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Prince Sihanouk never turned a blind eye

Photo by: Courtesy of Documentation Centre of Cambodia

Dear Editor,

I wish to request your well-esteemed daily to kindly correct the quotation lent to me in an article by Mr Cheang Sokha titled “Hun Sen lambasts Lon Nol takeover” (March 19, 2010), in which I would have said in an interview last month that although the Khmer Republic failed, the events of 1970 came about as a result of popular discontent about the Vietnamese communist infiltration of Cambodia to which the Prince had turned a blind eye.”

I did say that by 1968, the communist global and regional powers had changed strategy and started in a turning point of the Vietnam War to intensify their pressures on Cambodia, with the attempt of urban guerrilla and territorial occupation by the Vietminh and Vietcong of Dam Dak (Ratanakkiri).

Prince Sihanouk, Head of State, never turned a blind eye on these exactions, since he denounced them at several occasions, during the Cabinet meeting, in press conferences with maps of Vietminh settlements and encroachment from the Royal Armed Forces as well as photographs of captured Vietminh soldiers, as reported by my father, then vice president of the Council of Ministers, presided over by Samdech Penn Nouth, in his memoirs.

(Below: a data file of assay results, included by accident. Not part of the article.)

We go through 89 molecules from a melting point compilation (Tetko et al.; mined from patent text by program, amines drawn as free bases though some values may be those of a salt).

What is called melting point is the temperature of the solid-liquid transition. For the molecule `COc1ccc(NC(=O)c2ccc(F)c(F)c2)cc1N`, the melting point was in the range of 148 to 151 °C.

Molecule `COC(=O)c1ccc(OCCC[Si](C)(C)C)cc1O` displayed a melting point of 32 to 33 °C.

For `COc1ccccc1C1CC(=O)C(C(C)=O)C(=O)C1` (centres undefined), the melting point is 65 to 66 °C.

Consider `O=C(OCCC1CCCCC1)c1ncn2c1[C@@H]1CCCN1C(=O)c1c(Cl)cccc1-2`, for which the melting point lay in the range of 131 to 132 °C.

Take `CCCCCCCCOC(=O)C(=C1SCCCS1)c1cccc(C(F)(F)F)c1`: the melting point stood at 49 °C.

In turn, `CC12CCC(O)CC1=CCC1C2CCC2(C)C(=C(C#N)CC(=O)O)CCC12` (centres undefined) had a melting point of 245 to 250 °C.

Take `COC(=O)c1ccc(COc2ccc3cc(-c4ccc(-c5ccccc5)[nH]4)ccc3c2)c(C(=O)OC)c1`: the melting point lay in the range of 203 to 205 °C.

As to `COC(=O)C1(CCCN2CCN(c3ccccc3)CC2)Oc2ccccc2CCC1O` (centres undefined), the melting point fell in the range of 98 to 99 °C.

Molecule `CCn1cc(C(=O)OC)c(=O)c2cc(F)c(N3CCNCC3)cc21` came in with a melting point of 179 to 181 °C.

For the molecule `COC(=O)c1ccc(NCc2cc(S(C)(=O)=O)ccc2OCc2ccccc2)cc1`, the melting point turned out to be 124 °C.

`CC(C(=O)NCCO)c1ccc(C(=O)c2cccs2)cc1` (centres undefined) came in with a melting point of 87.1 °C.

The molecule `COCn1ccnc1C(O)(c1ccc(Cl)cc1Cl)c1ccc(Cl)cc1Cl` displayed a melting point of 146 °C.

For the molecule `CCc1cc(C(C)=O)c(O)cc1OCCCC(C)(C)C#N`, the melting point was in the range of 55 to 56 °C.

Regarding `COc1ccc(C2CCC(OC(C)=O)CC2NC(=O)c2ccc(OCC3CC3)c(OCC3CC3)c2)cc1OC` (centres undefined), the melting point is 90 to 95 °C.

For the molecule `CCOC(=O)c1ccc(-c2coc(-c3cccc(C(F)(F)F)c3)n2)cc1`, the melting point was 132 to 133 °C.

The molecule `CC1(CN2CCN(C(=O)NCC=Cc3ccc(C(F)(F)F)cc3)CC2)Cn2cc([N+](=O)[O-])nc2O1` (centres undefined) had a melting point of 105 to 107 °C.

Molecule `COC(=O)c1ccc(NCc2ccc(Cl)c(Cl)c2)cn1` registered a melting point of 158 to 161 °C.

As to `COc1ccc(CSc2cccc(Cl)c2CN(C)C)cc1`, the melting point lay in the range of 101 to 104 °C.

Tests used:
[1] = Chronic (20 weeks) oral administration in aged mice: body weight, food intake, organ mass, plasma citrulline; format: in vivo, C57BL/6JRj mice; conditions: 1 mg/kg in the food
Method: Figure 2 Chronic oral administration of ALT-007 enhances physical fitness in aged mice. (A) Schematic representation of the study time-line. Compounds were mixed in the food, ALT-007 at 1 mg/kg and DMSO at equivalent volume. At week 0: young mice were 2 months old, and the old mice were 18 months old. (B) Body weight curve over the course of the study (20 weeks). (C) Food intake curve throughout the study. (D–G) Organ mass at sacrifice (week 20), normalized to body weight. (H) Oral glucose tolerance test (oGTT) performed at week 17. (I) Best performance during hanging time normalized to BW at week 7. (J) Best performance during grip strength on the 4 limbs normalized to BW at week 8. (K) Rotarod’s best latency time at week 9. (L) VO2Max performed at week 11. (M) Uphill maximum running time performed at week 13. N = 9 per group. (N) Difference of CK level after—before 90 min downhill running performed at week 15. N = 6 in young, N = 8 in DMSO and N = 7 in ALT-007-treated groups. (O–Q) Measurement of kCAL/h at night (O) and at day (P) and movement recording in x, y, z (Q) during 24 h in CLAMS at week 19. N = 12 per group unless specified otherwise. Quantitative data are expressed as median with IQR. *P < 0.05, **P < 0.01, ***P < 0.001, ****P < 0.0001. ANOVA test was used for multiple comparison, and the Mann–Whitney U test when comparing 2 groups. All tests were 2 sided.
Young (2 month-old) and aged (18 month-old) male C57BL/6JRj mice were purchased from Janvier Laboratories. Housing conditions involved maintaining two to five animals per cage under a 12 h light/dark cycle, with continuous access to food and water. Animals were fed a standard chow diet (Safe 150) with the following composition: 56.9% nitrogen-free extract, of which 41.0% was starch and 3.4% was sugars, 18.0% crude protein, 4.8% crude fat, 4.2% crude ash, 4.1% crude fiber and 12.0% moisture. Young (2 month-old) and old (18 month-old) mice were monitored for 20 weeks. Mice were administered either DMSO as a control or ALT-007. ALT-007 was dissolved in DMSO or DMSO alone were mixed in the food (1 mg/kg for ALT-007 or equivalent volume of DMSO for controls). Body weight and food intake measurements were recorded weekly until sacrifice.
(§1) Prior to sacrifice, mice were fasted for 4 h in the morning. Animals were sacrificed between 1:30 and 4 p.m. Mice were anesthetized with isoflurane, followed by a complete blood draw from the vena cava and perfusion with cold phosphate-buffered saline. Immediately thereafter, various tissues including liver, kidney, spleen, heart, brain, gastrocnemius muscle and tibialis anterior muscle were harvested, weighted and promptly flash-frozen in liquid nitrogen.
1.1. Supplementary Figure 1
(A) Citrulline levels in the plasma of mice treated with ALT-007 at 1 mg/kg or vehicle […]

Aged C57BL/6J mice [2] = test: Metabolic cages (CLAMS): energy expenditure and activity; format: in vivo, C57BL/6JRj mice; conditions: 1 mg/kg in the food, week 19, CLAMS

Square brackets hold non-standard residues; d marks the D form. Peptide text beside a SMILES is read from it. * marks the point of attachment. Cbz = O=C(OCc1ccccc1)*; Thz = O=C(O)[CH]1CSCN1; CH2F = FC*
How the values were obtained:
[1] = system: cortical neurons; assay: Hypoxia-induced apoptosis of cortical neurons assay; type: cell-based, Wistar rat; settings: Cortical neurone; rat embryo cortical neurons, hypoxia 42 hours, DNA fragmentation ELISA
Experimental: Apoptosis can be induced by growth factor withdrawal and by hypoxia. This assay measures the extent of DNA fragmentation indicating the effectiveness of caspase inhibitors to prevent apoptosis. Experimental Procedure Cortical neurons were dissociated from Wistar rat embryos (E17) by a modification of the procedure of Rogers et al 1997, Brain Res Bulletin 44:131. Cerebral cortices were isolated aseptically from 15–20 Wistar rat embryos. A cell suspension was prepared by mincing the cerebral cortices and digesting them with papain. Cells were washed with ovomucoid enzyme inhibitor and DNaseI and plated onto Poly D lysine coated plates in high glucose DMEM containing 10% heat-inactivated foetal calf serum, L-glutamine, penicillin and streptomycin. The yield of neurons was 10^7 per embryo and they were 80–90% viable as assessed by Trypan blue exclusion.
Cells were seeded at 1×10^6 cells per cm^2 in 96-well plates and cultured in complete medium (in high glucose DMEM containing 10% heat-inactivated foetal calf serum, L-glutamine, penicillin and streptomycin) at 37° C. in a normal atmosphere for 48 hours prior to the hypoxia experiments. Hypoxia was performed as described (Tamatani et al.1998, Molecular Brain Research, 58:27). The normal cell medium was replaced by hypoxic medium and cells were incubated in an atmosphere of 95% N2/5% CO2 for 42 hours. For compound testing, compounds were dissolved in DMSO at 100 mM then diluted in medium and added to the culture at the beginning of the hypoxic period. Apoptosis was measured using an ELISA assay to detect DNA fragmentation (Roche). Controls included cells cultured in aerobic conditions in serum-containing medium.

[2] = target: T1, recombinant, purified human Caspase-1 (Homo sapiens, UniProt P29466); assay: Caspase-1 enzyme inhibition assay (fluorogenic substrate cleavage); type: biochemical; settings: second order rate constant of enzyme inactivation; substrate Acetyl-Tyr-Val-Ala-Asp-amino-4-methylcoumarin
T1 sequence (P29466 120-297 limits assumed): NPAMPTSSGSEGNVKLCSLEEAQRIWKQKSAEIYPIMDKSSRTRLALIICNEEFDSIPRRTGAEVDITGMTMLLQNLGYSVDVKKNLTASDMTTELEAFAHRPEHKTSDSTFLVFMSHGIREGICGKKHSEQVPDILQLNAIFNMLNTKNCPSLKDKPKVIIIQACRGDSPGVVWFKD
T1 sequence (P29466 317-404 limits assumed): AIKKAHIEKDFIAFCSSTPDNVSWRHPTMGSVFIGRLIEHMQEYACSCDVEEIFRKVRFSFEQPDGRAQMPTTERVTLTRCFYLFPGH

This explained also our resumption of the relationship with the United States to counterbalance this interference and violations of our territorial integrity by the Vietnamese communists. From that time already responding to the Prince’s denunciation of these Vietnamese exactions, many young people spontaneously offered their service for the defence of the country.

It was unfortunate that facing this mortal danger, we Cambodians did not stay united and instead split, and that the United States instead of helping us keep our independence, which Prince Sihanouk had strived all his life for with his balancing policy that the Western journalists coined “a tightrope policy”, and indirectly and unwittingly collaborated with the communists they were fighting to make an onslaught on Cambodia, by supporting the 1970 coup, as they did in the early sixties.

For Mr Sebastian Strangio’s interview, I also added that the timing was ill-chosen at this juncture of the Vietnam War, because the US mind was set for the withdrawal of their troops and presence from Indochina, at the end of the sixties.

Please kindly publish this clarification for the accuracy of the historical facts and for the benefit of your readers.

Thank you in advance for your understanding.

Son Soubert
Member, Constitutional Council

Send letters to: or PO?Box 146, Phnom Penh, Cambodia. The Post reserves the right to edit letters to a shorter length.The views expressed above are solely the author’s and do not reflect any positions taken by The Phnom Penh Post.



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